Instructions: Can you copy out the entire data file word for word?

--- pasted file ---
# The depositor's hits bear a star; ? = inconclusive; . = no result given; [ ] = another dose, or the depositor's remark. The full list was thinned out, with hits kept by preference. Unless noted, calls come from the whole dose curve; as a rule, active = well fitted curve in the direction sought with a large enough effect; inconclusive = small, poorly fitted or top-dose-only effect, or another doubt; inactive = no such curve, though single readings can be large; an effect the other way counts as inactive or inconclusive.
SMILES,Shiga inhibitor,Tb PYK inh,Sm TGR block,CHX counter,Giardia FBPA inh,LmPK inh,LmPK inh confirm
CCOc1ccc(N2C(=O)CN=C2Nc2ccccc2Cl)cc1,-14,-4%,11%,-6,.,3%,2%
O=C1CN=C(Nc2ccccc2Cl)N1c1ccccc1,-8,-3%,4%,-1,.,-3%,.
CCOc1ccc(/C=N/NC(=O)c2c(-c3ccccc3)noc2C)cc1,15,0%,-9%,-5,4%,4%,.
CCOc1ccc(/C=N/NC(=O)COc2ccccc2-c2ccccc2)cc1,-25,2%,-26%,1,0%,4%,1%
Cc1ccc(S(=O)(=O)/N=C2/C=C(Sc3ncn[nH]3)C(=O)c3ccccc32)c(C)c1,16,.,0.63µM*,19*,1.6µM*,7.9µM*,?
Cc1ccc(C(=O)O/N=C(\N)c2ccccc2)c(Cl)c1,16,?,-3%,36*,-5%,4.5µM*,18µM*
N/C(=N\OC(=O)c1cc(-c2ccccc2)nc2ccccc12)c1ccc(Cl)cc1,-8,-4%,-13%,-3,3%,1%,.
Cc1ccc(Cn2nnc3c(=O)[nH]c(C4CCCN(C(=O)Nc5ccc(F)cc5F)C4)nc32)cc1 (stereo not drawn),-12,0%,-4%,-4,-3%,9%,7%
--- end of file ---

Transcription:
# The depositor's hits bear a star; ? = inconclusive; . = no result given; [ ] = another dose, or the depositor's remark. The full list was thinned out, with hits kept by preference. Unless noted, calls come from the whole dose curve; as a rule, active = well fitted curve in the direction sought with a large enough effect; inconclusive = small, poorly fitted or top-dose-only effect, or another doubt; inactive = no such curve, though single readings can be large; an effect the other way counts as inactive or inconclusive.
SMILES,Shiga inhibitor,Tb PYK inh,Sm TGR block,CHX counter,Giardia FBPA inh,LmPK inh,LmPK inh confirm
CCOc1ccc(N2C(=O)CN=C2Nc2ccccc2Cl)cc1,-14,-4%,11%,-6,.,3%,2%
O=C1CN=C(Nc2ccccc2Cl)N1c1ccccc1,-8,-3%,4%,-1,.,-3%,.
CCOc1ccc(/C=N/NC(=O)c2c(-c3ccccc3)noc2C)cc1,15,0%,-9%,-5,4%,4%,.
CCOc1ccc(/C=N/NC(=O)COc2ccccc2-c2ccccc2)cc1,-25,2%,-26%,1,0%,4%,1%
Cc1ccc(S(=O)(=O)/N=C2/C=C(Sc3ncn[nH]3)C(=O)c3ccccc32)c(C)c1,16,.,0.63µM*,19*,1.6µM*,7.9µM*,?
Cc1ccc(C(=O)O/N=C(\N)c2ccccc2)c(Cl)c1,16,?,-3%,36*,-5%,4.5µM*,18µM*
N/C(=N\OC(=O)c1cc(-c2ccccc2)nc2ccccc12)c1ccc(Cl)cc1,-8,-4%,-13%,-3,3%,1%,.
Cc1ccc(Cn2nnc3c(=O)[nH]c(C4CCCN(C(=O)Nc5ccc(F)cc5F)C4)nc32)cc1 (stereo not drawn),-12,0%,-4%,-4,-3%,9%,7%